Jun 10, 2020

A route to the directional control of light–matter interactions at the nanoscale

Posted by in categories: computing, mobile phones, nanotechnology, quantum physics

Mobile phones and computers are currently responsible for up to 8% of the electricity use in the world. This figure has been doubling each past decade but nothing prevents it from skyrocketing in the future. Unless we find a way for boosting energy efficiency in information and communications technology, that is. An international team of researchers, including Ikerbasque Research Associate Alexey Nikitin (DIPC), has just published in Nature 1 a breakthrough in quantum physics that could deliver exactly that: electronics and communications technology with ultralow energy consumption.

Future information and communication technologies will rely on the manipulation of not only electrons but also of light at the nanometer-scale. Squeezing light to such a small size has been a major goal in nanophotonics for many years. Particularly strong light squeezing can be achieved with polaritons, quasiparticles resulting from the strong coupling of photons with a dipole-carrying excitation, at infrared frequencies in two-dimensional materials, such as graphene and hexagonal boron nitride. Polaritons can be found in materials consisting of two-dimensional layers bound by weak van der Waals forces, the so-called van der Waals materials. These polaritons can be tuned by electric fields or by adjusting the material thickness, leading to applications including nanolasers, tunable infrared and terahertz detectors, and molecular sensors.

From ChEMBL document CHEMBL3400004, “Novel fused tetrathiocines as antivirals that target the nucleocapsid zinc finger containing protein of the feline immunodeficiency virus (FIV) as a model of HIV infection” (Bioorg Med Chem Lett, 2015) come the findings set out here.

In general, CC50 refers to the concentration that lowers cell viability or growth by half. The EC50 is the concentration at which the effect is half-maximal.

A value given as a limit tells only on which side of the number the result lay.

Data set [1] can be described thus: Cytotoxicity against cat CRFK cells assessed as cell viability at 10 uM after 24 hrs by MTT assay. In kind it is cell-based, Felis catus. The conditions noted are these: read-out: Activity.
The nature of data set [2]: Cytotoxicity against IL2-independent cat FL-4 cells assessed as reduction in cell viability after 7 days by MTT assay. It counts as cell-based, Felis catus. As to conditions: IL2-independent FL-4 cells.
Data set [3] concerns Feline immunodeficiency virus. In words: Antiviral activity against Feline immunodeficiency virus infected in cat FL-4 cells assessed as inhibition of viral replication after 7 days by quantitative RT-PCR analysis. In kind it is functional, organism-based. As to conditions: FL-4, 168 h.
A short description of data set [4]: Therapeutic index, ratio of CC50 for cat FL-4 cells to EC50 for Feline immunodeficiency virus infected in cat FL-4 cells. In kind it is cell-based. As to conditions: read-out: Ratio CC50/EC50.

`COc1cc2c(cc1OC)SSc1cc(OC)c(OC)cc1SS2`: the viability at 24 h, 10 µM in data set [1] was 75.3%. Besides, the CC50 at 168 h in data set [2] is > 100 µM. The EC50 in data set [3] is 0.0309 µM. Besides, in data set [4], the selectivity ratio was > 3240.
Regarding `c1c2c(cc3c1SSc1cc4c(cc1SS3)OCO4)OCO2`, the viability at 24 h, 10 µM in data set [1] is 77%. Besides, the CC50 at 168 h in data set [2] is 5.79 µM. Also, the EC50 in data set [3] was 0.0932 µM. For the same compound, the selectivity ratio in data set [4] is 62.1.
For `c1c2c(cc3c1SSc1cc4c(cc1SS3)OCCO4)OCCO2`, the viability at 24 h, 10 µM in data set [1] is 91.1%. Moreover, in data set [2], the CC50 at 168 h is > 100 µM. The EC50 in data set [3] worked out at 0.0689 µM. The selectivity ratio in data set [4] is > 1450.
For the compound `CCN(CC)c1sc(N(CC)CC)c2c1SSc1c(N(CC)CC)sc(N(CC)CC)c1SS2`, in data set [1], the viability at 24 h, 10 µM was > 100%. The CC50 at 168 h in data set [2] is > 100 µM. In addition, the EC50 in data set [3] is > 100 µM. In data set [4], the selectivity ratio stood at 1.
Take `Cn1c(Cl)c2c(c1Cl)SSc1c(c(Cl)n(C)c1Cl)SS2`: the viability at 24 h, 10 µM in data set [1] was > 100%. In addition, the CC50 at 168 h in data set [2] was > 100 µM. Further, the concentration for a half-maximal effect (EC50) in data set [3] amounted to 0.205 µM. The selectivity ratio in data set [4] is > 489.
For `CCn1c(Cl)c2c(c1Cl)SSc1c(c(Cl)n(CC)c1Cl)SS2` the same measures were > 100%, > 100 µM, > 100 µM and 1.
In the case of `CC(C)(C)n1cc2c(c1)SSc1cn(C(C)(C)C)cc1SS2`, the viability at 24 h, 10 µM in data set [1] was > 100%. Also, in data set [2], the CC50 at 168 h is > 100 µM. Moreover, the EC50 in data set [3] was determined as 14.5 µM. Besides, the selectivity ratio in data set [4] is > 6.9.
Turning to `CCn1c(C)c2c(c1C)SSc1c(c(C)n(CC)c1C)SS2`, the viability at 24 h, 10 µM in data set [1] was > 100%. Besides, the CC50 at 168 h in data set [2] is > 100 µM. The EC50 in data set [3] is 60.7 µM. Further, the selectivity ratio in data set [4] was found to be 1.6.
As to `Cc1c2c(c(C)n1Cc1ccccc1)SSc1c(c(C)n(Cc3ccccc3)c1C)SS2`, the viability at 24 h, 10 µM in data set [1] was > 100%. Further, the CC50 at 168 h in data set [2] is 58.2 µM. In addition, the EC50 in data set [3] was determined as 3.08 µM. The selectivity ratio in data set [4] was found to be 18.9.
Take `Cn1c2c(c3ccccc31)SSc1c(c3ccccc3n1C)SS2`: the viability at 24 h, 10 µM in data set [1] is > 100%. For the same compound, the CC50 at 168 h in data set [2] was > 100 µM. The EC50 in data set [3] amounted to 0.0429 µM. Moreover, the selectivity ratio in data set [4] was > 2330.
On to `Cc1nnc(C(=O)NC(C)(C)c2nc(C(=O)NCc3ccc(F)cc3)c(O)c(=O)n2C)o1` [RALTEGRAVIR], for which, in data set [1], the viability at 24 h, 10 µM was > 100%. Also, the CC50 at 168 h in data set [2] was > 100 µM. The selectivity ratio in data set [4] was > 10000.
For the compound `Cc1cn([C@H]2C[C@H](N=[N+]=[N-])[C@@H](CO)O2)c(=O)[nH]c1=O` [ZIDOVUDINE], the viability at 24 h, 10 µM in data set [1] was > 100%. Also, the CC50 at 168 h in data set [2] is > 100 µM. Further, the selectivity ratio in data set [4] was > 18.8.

But there is a major problem: even though polaritons can have long lifetimes, they have always been found to propagate along all directions (isotropic) of the material surface, thereby losing energy quite fast, which limits their application potential.

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